Home ownership is still a major part of the American dream for most people, and many can’t wait for the day when they stop renting and finally own their own home. But making that transition from renting to owning can be difficult, which is why some people take it quite literally, choosing to live in a rent-to-own home. A rent-to-own home offers a unique opportunity for many prospective home buyers. But that doesn’t always mean it’s a good idea. Rent-to-own agreements come with a lot of risk for both renters and sellers. Here’s a look at how rent-to-own homes work and why you may want to consider other options.
How Do Rent-to-Own Homes Work?
A rent-to-own agreement is a contract between a homeowner and a renter where the owner agrees to sell the home at a fixed price sometime in the near future. In the meantime, the renter will rent and live in the home, as well as pay a little extra each month that can be used toward the future purchase of the home.
For example, a homeowner may agree to sell their home for $200,000 three years from now. During those three years, the renter will pay $1,500 in monthly rent, plus an extra $500 monthly toward the purchase of the home.
This arrangement allows renters who may not have enough for a full down payment to start working toward home ownership a little at a time. However, the nature of these agreements can leave both renters and sellers open to significant risk.
Limited Number of Rent-to-Own Homes
The first problem with rent-to-own homes is simply the fact that there are so few options out there. Most renters never seriously consider the arrangement, and if home owners are going to sell, they usually want to do it quickly. As a result, there’s simply not a large market for rent-to-own homes. Fewer options mean you may be forced into a situation and a home you’re not completely in love with. If you don’t find a rent-to-own home in your area that you truly want to buy, you may be better off pursuing other options.
Higher Monthly Payments
Rent-to-own agreements almost always result in higher monthly payments because you’re not only paying to rent the home, but also putting money toward the future purchase price. Following the example we gave above, you could see your monthly housing expense increase by hundreds of dollars every month.
One could argue that you’d be paying rent anyway, and at least with a rent-to-own home, you’re also building toward your future. But the fact is that you’re not actually building equity because you don’t own the home. Plus, you could be saving that same amount of extra money each month and keeping your options open, rather than tying yourself to one specific home.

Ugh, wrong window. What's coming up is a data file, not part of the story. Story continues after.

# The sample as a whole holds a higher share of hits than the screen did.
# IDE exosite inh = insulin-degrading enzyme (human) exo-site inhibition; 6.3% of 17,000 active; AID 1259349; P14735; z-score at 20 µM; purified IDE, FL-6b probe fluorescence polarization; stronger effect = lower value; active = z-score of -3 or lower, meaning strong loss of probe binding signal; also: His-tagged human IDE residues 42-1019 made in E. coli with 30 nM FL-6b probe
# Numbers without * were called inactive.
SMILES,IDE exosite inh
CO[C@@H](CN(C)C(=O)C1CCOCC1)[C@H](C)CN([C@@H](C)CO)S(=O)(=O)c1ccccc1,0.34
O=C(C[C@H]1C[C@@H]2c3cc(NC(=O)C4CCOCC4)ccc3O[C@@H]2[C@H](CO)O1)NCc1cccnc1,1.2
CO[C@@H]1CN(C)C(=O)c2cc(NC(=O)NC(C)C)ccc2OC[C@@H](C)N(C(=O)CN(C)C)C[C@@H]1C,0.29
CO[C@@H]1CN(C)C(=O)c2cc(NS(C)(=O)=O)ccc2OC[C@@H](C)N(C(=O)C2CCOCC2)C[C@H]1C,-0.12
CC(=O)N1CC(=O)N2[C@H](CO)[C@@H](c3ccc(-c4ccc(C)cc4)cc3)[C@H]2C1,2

Future Financing Risks
Rent-to-own home agreements are based on the idea that you pay a little toward the home while you rent, and you’ll get a loan in the future to pay for the rest. But getting a mortgage loan isn’t as simple as it sounds. Lenders have lots of requirements that aren’t always easy to meet. If you’re unable to secure financing in a timely manner, you could lose the right to purchase the home and see all of your time and investment be for nothing.
Home Might Lose Market Value
When a renter and homeowner enter into a rent-to-own agreement, they decide on the final sales price of the home. This cannot be changed unless both parties agree to adjust the price. This means that if the home gains value while it’s being rented, it’s a win for the buyer because they’re getting a more valuable home at a lower price. However, if the value of the home decreases over time, the renter stands to lose money.
Real estate markets are constantly changing, and as homes age, new problems can pop up that detract from the home’s value. By agreeing to a price now that may not reflect the true value of the home when you finally purchase it, you leave yourself open to significant risk.
Loss of Option Fee
At the beginning of the rent-to-own agreement, the renter will typically pay the homeowner an option fee, sometimes called an option premium. This is generally equal to 5% of the agreed-upon sales price and is sort of like a mini down payment, giving the renter the option to buy the home at a later date. However, if you decide not to buy the home, you could end up losing all of that fee. How this plays out depends on the exact stipulations outlined in your rent-to-own agreement. But it’s worth considering how comfortable you are spending that much money just to have the option to buy a home.
Deal Falls Through
No real estate transaction is complete until all the paperwork has been signed, closing is complete, and funds and title have been transferred. Or as Yogi Berra would say, “It ain’t over till it’s over.”
This is just to say that there are any number of things that can cause a real estate deal to fall through, even if all parties are acting in good faith. There could be problems with your financing, issues with the owner’s right to title, property line disputes with neighbors, or your contract could have been poorly written in the first place. By committing to something so far in advance, you risk wasting your time and money on a deal that may never happen.
Homes for Heroes Specialists Can Help and Save You Money
If you want to make the transition from renter to homeowner but aren’t sure about your options, Homes for Heroes is here to help. If you work in one of our hero professions — military, firefighter and EMS, law enforcement, teacher or healthcare professional — simply register online. You’ll be automatically matched with a real estate or mortgage specialist in your area who is dedicated to helping heroes like you achieve your real estate dreams. They’ll be able to offer advice on your particular situation and put you on the right path to home ownership.
Ready to stop renting and start owning? Register with Homes for Heroes today and you’ll save an average of $2,400 when you buy a home through our program.